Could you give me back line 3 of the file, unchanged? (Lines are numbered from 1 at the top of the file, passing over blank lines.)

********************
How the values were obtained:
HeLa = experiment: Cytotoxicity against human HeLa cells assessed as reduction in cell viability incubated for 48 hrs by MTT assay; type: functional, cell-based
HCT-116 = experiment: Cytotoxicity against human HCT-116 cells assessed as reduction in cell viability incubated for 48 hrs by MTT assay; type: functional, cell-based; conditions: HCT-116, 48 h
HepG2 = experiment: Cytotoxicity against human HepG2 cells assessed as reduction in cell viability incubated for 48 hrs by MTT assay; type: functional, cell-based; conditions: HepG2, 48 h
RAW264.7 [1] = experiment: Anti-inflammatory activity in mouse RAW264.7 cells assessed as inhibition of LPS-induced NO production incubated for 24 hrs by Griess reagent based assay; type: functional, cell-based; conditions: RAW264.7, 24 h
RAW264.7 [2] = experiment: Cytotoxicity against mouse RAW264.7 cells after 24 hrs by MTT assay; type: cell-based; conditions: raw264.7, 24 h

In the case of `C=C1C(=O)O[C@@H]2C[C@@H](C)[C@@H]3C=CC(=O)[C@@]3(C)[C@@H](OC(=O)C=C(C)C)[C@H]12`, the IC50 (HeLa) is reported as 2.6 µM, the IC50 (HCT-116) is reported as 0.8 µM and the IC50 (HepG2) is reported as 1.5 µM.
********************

HCT-116 = experiment: Cytotoxicity against human HCT-116 cells assessed as reduction in cell viability incubated for 48 hrs by MTT assay; type: functional, cell-based; conditions: HCT-116, 48 h